The night of 25 February 2004 will go down in Namibian history as a watershed moment. Speaking on behalf of the Namibian government in a special live TV and radio broadcast, the prime minister, Theo-Ben Gurirab, informed the nation that the government...
Nigeria: Next President from the North? John Paden, One of America's Foremost Africanists, Has Revealed That President Obasanjo Has Convinced His Ruling People's Democratic Party (PDP) to Field a Northern Candidate for the Next Presidential Elections in 2007. Jim Fisher-Thompson Reports from Washington DC
At a time when Nigeria "lost its moral compass", spiralling into sectarian violence, President Olusegun Obasanjo, helped preserve national unity by encouraging Northern Muslims to continue working within the political system. [ILLUSTRATION OMITTED]...
Nigeria: Oil Sector Review, as Economy Grows; Nigeria's Economy Grew by a Record 10.75% in 2003 Due to a Rise in Oil Output, According to a Report by an IMF Visiting Team. Janet Jere Reports
The good news on the Nigerian economy came on the heels of local newspaper reports claiming that the government of President Olusegun Obasanjo had launched a review of the Joint Operating Agreements (JOA) with its multinational oil partners aimed at...
No Longer Shall They Kill Our Prophets ... (2): "The Only Way to Express Ourselves in the New World Is Being Together. I Don't like to Be a Colony. If We Don't Get Together, We Will Disappear from World History"-Romani Prodi, President of the European Commission, Speaking in London on 6 February 2001 on the Need for European Unity
First, my apologies to the Beefs faithful who missed their usual portions in last month's issue. My wanderings in Africa got the better part of me. But here we are, another month, another Beefs. In Ghana, our elders say: "Ani-tete sen abodwese panin"...
'No Vietnamese Ever Called Me a Nigger': Celebrating 40 Years of the Greatest Boxer of Them All
25 February 1964 ... It is 40 years since the young, brash Cassius Clay (later changed to Muhammad Ali) upset the boxing form-book by taking the world heavyweight title from the fearsome Charles 'Sonny' Liston. Neither boxing nor the world has been...
Russia: Attacks on Foreigners on the Rise; "We Will Kill All Foreigners, Russia Is for Russians", Shout Skinheads Who Appear to Have Licence to Roam, Maim and Kill. Nassor Ali Reports on the Harrowing Experience of Africans and Asians in Russia
It is slightly more than a decade since the 70-year-old communist iron curtain was torn down. But ethnic minorities are reaping bitter fruits of the Russian version of freedom and democracy which has opened a highway for extremists to go unchecked....
Soldiers Sue for Pay: Soldiers Who Served in the Uganda Army under Former Presidents Milton Obote and Idi Amin Are Suing the Museveni Government for $470M in Payment Arrears. Bamuturaki Musinguzi Reports from Kampala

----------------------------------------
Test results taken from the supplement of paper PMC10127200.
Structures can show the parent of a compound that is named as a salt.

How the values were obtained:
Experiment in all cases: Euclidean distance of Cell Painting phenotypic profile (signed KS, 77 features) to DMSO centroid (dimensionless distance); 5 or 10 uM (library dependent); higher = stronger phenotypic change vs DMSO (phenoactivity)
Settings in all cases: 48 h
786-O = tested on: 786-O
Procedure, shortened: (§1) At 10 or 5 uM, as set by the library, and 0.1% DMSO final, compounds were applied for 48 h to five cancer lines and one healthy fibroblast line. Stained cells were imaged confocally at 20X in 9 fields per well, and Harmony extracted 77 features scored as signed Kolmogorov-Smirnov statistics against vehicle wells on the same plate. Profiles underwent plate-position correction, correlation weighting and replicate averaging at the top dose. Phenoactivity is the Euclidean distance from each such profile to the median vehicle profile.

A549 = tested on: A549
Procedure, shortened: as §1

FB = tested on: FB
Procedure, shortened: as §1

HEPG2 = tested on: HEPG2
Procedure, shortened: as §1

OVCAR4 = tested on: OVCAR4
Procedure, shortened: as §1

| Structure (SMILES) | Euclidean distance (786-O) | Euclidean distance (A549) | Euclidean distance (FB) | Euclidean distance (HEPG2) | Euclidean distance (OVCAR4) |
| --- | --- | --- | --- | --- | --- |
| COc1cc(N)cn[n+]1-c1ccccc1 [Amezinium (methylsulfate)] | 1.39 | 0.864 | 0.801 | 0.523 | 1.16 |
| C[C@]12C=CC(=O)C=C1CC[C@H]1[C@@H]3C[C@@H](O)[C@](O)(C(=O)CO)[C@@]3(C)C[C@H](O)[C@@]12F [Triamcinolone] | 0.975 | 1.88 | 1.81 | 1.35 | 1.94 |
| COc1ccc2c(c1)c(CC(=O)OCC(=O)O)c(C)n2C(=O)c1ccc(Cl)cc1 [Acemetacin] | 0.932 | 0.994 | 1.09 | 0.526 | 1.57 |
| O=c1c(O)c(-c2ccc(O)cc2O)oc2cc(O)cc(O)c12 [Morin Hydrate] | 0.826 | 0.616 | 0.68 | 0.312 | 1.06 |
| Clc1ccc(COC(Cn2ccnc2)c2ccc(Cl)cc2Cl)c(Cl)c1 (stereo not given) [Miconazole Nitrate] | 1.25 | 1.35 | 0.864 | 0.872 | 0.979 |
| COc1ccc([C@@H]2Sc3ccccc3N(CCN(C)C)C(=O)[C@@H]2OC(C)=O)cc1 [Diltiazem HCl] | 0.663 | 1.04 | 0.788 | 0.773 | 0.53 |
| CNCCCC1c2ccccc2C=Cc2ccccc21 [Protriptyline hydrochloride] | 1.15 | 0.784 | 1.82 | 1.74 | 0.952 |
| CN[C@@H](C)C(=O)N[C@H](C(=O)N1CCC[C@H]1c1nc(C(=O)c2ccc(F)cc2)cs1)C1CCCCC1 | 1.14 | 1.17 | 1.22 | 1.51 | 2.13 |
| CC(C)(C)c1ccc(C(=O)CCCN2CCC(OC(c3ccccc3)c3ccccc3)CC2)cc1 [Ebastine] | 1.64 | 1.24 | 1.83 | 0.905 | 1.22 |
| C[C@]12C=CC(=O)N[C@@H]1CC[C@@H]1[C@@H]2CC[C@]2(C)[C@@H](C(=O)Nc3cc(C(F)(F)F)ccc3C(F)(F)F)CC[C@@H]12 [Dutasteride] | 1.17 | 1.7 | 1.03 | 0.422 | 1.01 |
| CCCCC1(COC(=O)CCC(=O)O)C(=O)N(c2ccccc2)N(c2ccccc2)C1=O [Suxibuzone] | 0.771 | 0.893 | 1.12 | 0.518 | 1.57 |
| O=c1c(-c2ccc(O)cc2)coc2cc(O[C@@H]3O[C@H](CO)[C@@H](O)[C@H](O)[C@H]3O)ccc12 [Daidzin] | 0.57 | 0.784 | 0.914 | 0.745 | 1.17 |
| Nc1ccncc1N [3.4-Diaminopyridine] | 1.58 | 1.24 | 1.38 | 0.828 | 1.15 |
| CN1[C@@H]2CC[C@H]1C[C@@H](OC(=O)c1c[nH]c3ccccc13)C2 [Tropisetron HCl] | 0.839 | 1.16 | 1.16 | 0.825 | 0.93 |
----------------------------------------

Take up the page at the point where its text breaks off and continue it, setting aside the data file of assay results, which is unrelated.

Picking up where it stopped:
Under the auspices of the Uganda Army Service Men Development Association (TUASMDA), 45,000 former soldiers have sued President Yoweri Museveni's government for salary arrears, allowances, gratuity, pensions and damages, spanning a period of over 23...
South Africa: Farm Violence, Enough Is Enough; Two Recent Incidents of White Farmers Throwing Their Black Workers to Lions or Driving Their Pick-Up Vans over Them, Have Outraged the Whole Nation, Particularly Cosatu, the Largest Trade Union in the Country. Gift Sipho Siso Reports
Cosatu, the South African trade union, has angrily condemned the "outrageous" sentence of a R36,000 fine and a two-year suspended jail term imposed on a white farmer who killed his former black worker by dragging him alongside his pick-up van until...
South Africa: The Dilemma of Western Economics; the Figures Look Great on Paper, the Economy Is Growing but the Gains Are Trickling Up Not Down as It Should Be. and the Number of the Poor Is Increasing. Pusch Commey Reports on South Africa's Election Year Budget
It was a subdued Finance Minister Trevor Manuel, the former socialist turned free market guru, who acknowledged that despite all the fine figures that showed that South Africa's economy was in fine form, the gains have simply not trickled down. That...
The Fear of Vaccines: Fear That a Vaccine Used by the WHO to Combat Polio Can Cause Sterility in Both Men and Women, Has Spurred Some Northern Nigerian States to Block a Crucial Vaccination Campaign That Is Aimed at Eradicating the Disease from West Africa by the End 2004. It Reminds Me of My Boyhood in Ghana
I bear on my forearm, two deep scars. I can never forget how they came to be there. Our school was vaccinated--I don't know against what, though I guess it must have been small pox--and I ended up with those two huge scars. [ILLUSTRATION OMITTED]...
"Ti France" Bows out after 27 Years: Last Month, President France Albert Rene Finally Announced His Retirement, but as Fletcher Erwood Reports, Rene Will Still Remain the Top Man Calling the Shots Behind the Scenes
Even as the outstretched arm of cyclone Galifo swept across the Indian Ocean islands of Seychelles, downing power lines and flooding roads, its trauma paled in comparison to the jolt that President France Albert Rene's announcement that, after 27 years...
To Buy or Not to Buy: A Lively Debate Has Erupted Following the Announcement by Kaiser International to Sell Its 90% Shares in the Tema-Based Volta Aluminium Company (VALCO) to the Ghana Government. to Buy or Not to Buy Is Now the Question Facing the Government. George Frank Asmah Reports
Suddenly everybody is talking about VALCO. The government and Kaiser signed a memorandum of understanding on 19 December last year for the transfer of the majority shares. The American multinational, Alcoa, which owns the remaining 10%, has the right...
Uganda's Vanilla Boom: Uganda Is Currently Experiencing a Vanilla Boom. and Growers Are Laughing All the Way to the Bank. Curtis Abraham Reports from Kampala
Vanilla, the spice produced from a tropical climbing orchid, used for cooking, has been grown in Uganda before, but its commercial success was short-lived, in fact interrupted by the Idi Amin regime (1971-78). Today, Uganda is enjoying a vanilla boom...